Posted: Wednesday May 10, 2006 11:10AM; Updated: Wednesday May 10, 2006 3:11PM
Second-year pro Shaun Livingston may be the Clippers' future at point, but their present wouldn't be nearly so rosy without Cassell.
Lisa Blumenfeld/Getty Images
But if he were a GM, would he be willing to invest $15 million over two years on a guy old enough to have once played with Earl Cureton?
"If he's still got it. If he's still got it, I would. Yep," Cassell says. "I'm doing things that guys 22, 23, 24 can't do. So that should answer your question right there. You're not paying me for being 36 or 37. You're paying me for what I can do right now. And I'm still able to do it.
"I'm still getting double-teamed on the pick-and-roll, aren't I?"
Cassell indeed has remained a very effective player. Plus, his game is not as dependent on athleticism as other point guards. He still kills as much with guile and cunning as he does with that mid-range jumper.
That's why as many as a dozen teams -- including the Lakers, Nuggets, Rockets, T'wolves and Mavs -- are said to be interested in his services.
Moreover, Cassell is a leader. He's the one who gets the ball to the right player at the right time. He's the one who calms the team down when things are going haywire. He's the one who speaks up in the huddle when the coach can't say another word. It's hard to believe the Clippers would risk losing him, even with Shaun Livingston waiting in the wings.
Cassell, incidentally, seems to understand that the Clippers or any new team might want him at some point to give up his starting role. While he did not address Livingston specifically, he says he would be willing to come off the bench in the right situation.
"It all depends on who's in front of me," Cassell says. "It's got to be a bona fide star. I'm not coming off the bench for some ordinary point guard. It's got to be an All-Star type or somebody of that caliber.
"But I can be very effective [in that role]. I guarantee you that if the starter goes out, the lead won't go down. It might go up. It's a luxury any coach in the league would like to have, to put a reserve in there who can run a team and do all the things that I can do."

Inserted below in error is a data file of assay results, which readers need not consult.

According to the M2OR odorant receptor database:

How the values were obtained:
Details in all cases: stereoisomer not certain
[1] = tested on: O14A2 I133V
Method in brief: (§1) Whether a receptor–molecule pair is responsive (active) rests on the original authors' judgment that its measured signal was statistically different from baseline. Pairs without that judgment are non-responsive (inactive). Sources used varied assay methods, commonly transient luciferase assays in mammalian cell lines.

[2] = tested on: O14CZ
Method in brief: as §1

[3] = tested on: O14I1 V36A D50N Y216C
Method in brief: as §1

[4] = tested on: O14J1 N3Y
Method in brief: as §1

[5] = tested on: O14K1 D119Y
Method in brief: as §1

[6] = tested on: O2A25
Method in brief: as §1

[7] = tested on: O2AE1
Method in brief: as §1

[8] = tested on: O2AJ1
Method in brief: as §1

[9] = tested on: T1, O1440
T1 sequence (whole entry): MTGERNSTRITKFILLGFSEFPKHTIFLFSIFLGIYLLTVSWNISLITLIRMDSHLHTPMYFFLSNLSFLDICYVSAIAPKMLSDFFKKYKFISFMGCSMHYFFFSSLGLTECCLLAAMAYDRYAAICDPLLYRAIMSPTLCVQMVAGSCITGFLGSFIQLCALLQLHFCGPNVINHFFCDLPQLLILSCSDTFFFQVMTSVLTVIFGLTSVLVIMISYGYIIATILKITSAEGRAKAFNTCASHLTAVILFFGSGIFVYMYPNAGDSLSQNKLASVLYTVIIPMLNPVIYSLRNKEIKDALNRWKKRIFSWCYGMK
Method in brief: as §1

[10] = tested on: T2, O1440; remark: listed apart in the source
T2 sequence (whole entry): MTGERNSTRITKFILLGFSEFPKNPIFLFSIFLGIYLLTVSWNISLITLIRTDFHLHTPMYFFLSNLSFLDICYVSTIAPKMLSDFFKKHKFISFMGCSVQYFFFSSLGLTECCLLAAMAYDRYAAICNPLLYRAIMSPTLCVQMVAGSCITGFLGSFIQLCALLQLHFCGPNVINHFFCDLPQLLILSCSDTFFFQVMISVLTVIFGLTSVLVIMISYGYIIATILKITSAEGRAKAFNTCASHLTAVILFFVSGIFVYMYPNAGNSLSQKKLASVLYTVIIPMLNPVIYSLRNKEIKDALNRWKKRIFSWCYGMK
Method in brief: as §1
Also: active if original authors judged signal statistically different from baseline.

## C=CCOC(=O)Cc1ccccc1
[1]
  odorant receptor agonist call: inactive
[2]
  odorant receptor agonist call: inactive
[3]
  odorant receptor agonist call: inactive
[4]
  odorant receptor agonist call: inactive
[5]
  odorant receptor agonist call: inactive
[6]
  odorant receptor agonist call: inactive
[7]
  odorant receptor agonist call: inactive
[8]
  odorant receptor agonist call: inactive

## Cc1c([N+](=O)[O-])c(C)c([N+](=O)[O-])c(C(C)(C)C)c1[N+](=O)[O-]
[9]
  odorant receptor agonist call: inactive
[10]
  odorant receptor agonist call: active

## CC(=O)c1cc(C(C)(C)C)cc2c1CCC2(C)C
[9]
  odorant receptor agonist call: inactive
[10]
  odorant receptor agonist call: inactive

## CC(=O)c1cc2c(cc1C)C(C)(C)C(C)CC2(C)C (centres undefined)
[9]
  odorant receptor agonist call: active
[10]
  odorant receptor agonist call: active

Look for Cassell to remain with the Clippers when all is said and done. Since most teams are over the salary cap, they can only offer free agents a deal starting at the mid-level exception (around $5.1 million). As one Western Conference GM who wished to remain anonymous noted Monday, "the Clippers are really in the driver's seat."
But Cassell has some options if the Clippers don't make him what he thinks is a fair offer. He could try to force a sign-and-trade. He could also take the mid-level someplace else and leave the Clippers with nothing.
Cassell clearly hopes it doesn't come to that. Not that he's spending much time thinking about it. Despite having just burned up some precious cell minutes, he says his sole focus these days is on dropping dimes on the Suns.
"I'm a Clipper right now. I put all that [other] stuff aside," he says. "I'm a professional, man. I don't worry about it. I don't need that to motivate me. My motivation is to win games, to lead this team. I know what I bring to the club. I'm here to make 'em a winner. That's all I'm focusing on right now. Just playing basketball. Everything else will take care of itself."
So there you have it, Clippers fans. Sam I Am isn't worried about it. You shouldn't be, either.